Extreme Depth of Field by the use of Helicon Focus

Entering into the new field of extreme photography, close-up photography, and one can now get a lot more powerful and exciting pictures by simple experiments than ever before. With the advent of latest innovations in field of digital photography one can try out real limits of larger depths of field and keep the resolution to highest. For instance, when photographing a smaller object of the size of a house fly, the required depth of the field is usually 0.1 mm or even less, while the optimum point is generally f/8 or even wider.

The real problem that arises then is of the stopping down of the lens. Of course stopping down offers more depth of field, too much stopping down make the image blurry due to diffraction effect. Thus greater the magnification, greater is the problem encountered. But with the advanced digital photography options, the transactional swapping between the stopping down the lens for larger depth of field and opening up the aperture for good resolution has been relaxed.

The simple techniques, that causes miracles is to shoot a stack of several pictures, instead of one single shot with critical focus plane. Now, while shooting this stack, one has to sweep the focus plane through all the places whose detailing is of critical importance. Later some easy software processes the stack. The actual job of the software is to combine the portions of each photo in perfect focus and create a single photo. Thus, getting your photograph a large depth of field and high resolution at same instance.


For this kind of photography, all you will need are the following items:

  • A Digital camera with macro-focusing lens or close-up lenses.
  • Ability to focus manually.
  • A PC with Windows installed on it.
  • Helicon Focus.
  • Appropriate subject and sufficient lighting conditions.

This technique is effectual over a wide variety of purposes in field of extreme close up photography. If you are satisfied with the resolution settings of your camera, usually then taking 2-10 frames will be desirable. Getting further into the depth of the technology, one can practically, using current computers and cameras achieve a stack of 100 or even more different foci planes. This enables opening up of the lens to achieve best possible resolution, while still achieving adequate depth of field in order to cover your entire subject.

The result can appear as to be identical to scanning electron micrograph, that too in true color. The major constraint, being that your subject should not move while the photo stack is being shot. 


Helicon Focus 

Helicon Focus is a software package, which is inexpensive and suitable for this kind of photography. Although it is a commercial product which can be used for free, but under some restrictions. These kinds of packages have complementary capabilities. Generally speaking, Helicon Focus is easier to use. The crux of the matter lies in the processing engine of Helicon Soft's ingenious program, is Helicon Focus, which combines the in-focus areas of multiple exposures of the same subject which are manually focused on different planes throughout the field of view.

This completely focused image which gives virtually unlimited depth of field is a magic played by this software. It further uses the algorithms to create final images. These images are indubitably complex; while the photographers who use Helicon Soft will find its operation quite straight-forward.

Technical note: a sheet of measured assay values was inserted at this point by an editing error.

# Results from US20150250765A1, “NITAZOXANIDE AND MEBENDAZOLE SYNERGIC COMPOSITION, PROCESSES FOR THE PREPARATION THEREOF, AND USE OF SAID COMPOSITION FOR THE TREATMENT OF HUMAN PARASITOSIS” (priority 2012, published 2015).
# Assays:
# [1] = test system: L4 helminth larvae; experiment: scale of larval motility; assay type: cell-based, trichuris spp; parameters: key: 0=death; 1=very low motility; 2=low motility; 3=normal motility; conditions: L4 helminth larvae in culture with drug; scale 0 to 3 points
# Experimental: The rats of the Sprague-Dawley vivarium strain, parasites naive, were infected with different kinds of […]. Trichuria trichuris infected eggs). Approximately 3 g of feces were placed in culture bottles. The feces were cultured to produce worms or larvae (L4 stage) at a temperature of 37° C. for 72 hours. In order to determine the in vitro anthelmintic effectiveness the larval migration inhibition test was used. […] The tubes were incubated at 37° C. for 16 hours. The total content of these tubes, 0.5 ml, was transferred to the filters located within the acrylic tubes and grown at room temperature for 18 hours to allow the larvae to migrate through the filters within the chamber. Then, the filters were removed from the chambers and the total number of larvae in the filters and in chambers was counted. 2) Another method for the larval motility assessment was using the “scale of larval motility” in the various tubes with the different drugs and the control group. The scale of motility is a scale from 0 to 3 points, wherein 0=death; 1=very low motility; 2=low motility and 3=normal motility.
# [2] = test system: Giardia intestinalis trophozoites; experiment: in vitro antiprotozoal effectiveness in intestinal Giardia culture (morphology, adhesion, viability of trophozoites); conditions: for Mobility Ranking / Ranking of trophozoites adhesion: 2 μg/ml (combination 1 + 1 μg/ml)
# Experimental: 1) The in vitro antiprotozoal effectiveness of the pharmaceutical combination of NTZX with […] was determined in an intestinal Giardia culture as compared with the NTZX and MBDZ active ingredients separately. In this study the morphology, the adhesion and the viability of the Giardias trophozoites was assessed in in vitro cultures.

The three basic steps needed to use helicon focus 

Initially, one has to find a subject that can be captured using an extensive depth of field. Definitely all that comes to mind are subjects of macro and micro photography. In fact, Helicon Focus enables the photographers to take shots which are otherwise impossible even with huge view cameras. If a scene contains one of the objects occupying a vertical plane just near the camera and other objects in vertical planes enormous distances away, the solution that is most sought is extremely small apertures.

At this case, sharpness is a critical issue to be dealt with sensibly. Always bear in mind sharpness is relative. Thus depth of field may cause the image to be slightly blurred but in fact it may be in focus. With the use of Helicon Focus, everything can be pin-sharp, be it the nearest tree or even the distant hillside. This is possible in helicon focus due to processing of the circles of confusion in the final to reduce to tiny particles. The results are satisfying and in fact natural.

In following step two, one has to mount the camera solidly on a tripod, take several pictures, focusing gradually from far away to close by objects or details. First take one picture; then refocus closer to same object. Follow the same process for the second one and so on. Important to note is that, do not base your refocusing on the distance scale of lens. Instead one has to turn the focus ring in equal degrees or divisions between distant end and the closest point in focus.

Another important fact to be kept constant is the manual exposure for all set of images. And now as you turn the lens gradually back toward the closest point of the subject in question, that you want to appear sharp. Also try to keep your camera and tripod as still as possible. The software will process as many number of shots as you desire.

Lastly, the easiest step of all is to load the images into Helicon Focus and allow it to process the images. Helicon Focus rectifies for the gradual magnification that occurs when you focus from the infinity going back towards the camera. It even modifies and balances for the differences in the exposure conditions.

The real fun is of the process is freedom of zooming in to 100 percent, in order to capture all the details from just by the camera to far away objects, and getting them all in tack sharp focus!